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Food Friday - The Blame Game - Outside The Box

Food Friday – The Blame Game

Food Friday – The Blame Game
I recently read an article about yet another lawsuit launched at McDonalds that was, of course, thrown out of the courts because it had no merit.  Now, I’m not a lawyer and I can’t recall the exact wording of the suit but, in basic terms, as I understand them, the suit was blaming McDonalds for making our kids over weight, specifically by tempting them with toys in Happy Meals.

FYI I think that Super Size Me was the most ridiculous “documentary” ever made and an insult to the intelligence of every reasonably bright person on earth.

Now, I’m not a huge McDonalds fan (not that I have anything against them specifically), or a huge fast food fan in general. However, this growing trend of blaming the fast food industry, and other food manufacturers, etc., on our obese and unhealthy nation aggravates me to no end.   Childhood obesity rates and cases of Type II diabetes in our youth has sky rocketed over the past decade.  It’s always easy to sit back and pass the buck but that sort of attitude isn’t going to help our kids.

I know that healthy eating can be expensive.  A bag of chips is far cheaper than a bag of apples. I know that time is precious and some parents (and I feel this way myself very often) feel stretched.  There are plenty of Friday evenings, after a long week of work and parenting that going out for a quick bite or ordering in seems like a tiny bit of heaven, and we do it.  We also take advantage of fast food joints on occasion. We actually used going to fast food places  as a learning opportunity when our daughter was a toddler so she learned how to behave in restaurants.

I won’t go into the whole “oh fast food places now offer healthy choices” argument.  If people were taking full advantage of those “healthy options” then we wouldn’t need to have this conversation.  I’m not going to take my little one to a fast food place and make her eat a salad.  I’m going to let her have a burger or chicken nuggets and a few fries because the other 29 days of the month we eat relatively healthy home cooked (or at least close to it) meals at home. I want her to learn that being healthy means making sensible lifestyle choices over all.  We are her parents, her well being (especially at this age) is largely in our hands.  Does she love the toys in the Happy Meal?  You bet she does and I’m perfectly OK with that.  It’s not up to her to decide if she gets a Happy Meal every week or every couple of months. It’s up to us.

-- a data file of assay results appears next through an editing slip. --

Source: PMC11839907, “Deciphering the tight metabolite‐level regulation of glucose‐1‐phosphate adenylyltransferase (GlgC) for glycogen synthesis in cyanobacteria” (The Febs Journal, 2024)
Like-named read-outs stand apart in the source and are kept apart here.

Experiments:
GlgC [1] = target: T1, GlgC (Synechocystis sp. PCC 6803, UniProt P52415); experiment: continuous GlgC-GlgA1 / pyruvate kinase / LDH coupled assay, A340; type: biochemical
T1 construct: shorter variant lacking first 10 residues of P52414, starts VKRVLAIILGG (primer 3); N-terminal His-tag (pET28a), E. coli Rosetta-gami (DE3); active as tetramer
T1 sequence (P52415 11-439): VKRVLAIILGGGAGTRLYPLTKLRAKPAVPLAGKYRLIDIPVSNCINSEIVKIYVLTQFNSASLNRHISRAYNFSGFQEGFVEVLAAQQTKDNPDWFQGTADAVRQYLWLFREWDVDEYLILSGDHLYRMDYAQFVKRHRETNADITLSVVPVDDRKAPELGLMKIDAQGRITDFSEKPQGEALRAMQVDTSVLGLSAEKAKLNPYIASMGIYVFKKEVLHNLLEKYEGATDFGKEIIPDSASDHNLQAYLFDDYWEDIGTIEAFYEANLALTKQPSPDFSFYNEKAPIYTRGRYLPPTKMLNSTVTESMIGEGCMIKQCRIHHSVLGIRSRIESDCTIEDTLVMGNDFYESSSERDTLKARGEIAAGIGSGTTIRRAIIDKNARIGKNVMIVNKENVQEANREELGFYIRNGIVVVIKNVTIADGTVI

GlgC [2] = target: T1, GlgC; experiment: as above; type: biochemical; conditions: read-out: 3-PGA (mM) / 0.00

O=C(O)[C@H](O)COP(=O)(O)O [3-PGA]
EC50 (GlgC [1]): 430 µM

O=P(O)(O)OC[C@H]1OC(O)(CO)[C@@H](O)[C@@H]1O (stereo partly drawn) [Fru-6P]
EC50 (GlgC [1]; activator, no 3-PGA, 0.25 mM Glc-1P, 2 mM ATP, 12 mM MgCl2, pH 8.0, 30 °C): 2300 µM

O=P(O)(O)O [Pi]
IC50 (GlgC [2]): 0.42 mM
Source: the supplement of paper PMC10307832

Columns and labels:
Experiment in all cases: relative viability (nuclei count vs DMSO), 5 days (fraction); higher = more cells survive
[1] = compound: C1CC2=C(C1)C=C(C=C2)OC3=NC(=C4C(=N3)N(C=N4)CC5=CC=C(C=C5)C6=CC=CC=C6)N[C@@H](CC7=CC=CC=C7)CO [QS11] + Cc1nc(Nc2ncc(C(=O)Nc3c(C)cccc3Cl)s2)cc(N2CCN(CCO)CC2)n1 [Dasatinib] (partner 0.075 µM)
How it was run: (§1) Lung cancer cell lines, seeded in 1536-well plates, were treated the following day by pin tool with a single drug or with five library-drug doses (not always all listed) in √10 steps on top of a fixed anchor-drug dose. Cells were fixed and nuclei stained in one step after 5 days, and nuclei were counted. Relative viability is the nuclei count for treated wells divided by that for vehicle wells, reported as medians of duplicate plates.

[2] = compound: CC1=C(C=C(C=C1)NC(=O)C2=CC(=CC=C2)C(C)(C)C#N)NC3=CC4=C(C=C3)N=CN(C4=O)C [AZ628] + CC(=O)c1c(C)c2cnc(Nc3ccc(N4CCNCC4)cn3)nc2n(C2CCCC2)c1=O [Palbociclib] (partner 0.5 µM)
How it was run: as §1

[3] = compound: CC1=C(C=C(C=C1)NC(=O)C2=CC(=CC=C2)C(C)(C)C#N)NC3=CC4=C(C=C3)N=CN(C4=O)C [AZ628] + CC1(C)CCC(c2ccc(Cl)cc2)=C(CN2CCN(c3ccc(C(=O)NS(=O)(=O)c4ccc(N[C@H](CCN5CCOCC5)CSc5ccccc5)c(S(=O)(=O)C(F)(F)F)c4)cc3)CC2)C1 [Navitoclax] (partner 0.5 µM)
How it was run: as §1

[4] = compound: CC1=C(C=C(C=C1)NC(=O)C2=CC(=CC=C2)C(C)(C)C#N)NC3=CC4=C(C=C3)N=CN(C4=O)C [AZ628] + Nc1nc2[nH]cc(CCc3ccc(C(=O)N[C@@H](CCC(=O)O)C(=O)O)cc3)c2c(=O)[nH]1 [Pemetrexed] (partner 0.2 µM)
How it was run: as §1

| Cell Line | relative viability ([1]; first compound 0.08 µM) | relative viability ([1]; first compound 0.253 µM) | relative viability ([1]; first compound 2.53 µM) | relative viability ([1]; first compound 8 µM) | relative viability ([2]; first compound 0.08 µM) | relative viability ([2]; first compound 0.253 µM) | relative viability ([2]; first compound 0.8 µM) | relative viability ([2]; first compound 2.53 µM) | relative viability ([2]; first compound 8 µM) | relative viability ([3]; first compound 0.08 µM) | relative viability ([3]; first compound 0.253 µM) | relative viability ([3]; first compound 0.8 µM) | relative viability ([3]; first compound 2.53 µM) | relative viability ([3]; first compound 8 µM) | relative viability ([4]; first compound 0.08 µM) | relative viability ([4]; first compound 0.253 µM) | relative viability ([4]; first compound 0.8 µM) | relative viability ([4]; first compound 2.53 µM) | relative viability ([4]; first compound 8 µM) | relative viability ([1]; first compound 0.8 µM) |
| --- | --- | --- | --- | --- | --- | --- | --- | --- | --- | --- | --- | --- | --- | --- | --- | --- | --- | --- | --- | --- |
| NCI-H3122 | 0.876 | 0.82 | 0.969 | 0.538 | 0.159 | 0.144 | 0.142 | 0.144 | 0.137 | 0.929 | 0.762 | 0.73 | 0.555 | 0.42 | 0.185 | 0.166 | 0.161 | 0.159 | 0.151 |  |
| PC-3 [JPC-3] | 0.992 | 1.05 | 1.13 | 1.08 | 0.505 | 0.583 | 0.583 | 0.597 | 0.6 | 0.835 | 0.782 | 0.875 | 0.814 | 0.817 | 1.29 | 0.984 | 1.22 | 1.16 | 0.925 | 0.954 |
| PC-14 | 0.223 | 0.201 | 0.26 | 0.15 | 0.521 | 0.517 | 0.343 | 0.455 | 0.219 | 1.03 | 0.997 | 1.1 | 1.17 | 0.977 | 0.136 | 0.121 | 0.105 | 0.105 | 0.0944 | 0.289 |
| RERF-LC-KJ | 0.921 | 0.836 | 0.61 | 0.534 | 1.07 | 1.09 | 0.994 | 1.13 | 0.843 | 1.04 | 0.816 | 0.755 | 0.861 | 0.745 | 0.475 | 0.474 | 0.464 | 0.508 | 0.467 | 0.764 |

Yes, fast food can be enticing to kids.  Yes, the portion sizes are getting out of control.  I don’t disagree with any of that. But we have turned into not just a “fast food” nation but, I’m sorry to say, a lazy nation too.  Far too often the TV, video games or computer are the baby sitter.  We can try and justify it by telling ourselves our kids are playing “educational” games or TV shows or that the Wii is healthy because the kids wave their arms around. There is no substitution for being genuinely active.  The recommendation is that kids should be getting at least 60 minutes of physical activity each and every day.  That doesn’t include any form of screen time (ie, Wii). Again, it’s up to us, the parents, to get our kids active.  For little ones it means getting them up and outside at every opportunity. For older kids it becomes even more important to set a good example.  Turn off the TV and go for a bike ride or do some gardening.  If they are off doing something else tell them about all the wonderful active things you did while they were gone. Tell them how great you feel afterwards. Make being mobile the norm for your family.  Again, I know, I really do, that  it can be hard with all of the demands on families these days but physical activity is as essential as breathing clean air and drinking clean water.

Above all, we need to accept responsibility for our health and our children’s health.  We cannot blame others. Lobbying or signing petitions to have things change (eg, getting rid of unhealthy fats in restaurant deep fryers, or the continuous upsizing of soft drinks ) is great and I think we need to stand up and have our voices heard about those things but signing your name to a petition isn’t being active.

I’d love to hear your thoughts on this subject.  What are you doing to keep your family healthy?  Are you ok with fast food on occasion or do you steer clear of it completely?  Do you find it hard to be active and get your family active on a regular basis?

This article has 2 comments

  1. It's an interesting topic. I'm not a parent, so I can't speak as one, but I do believe in personal responsibility. I have a huge weakness for desert, but I can't blame the desert or the makers of desert foods for that…

  2. "Hahaha…." (laughing at the lawsuit)I agree with you 100%. "e need to accept responsibility for our health and our children's health" <— You are absolutely right!!! It makes no sense to feet our children McDonalds. Yes, it takes some extra time to cook up something but if people would just take 10 minutes out their lives to plan out their shopping, get things that are easily cooked up, then even that is better than the fast food meals. I confess I took my son through a drive through once and got him chicken nuggets. He ate them and liked them, I on the other hand hated myself for it and promised never to do it again. Now, my 2 year old won't even touch ketchup. He loved home made meals and makes a disgusted face and anything processed. Will that change? Perhaps. But as long as I can control what he eats, I will try my best to feed him healthful foods. Sorry for the long comment. Great post!

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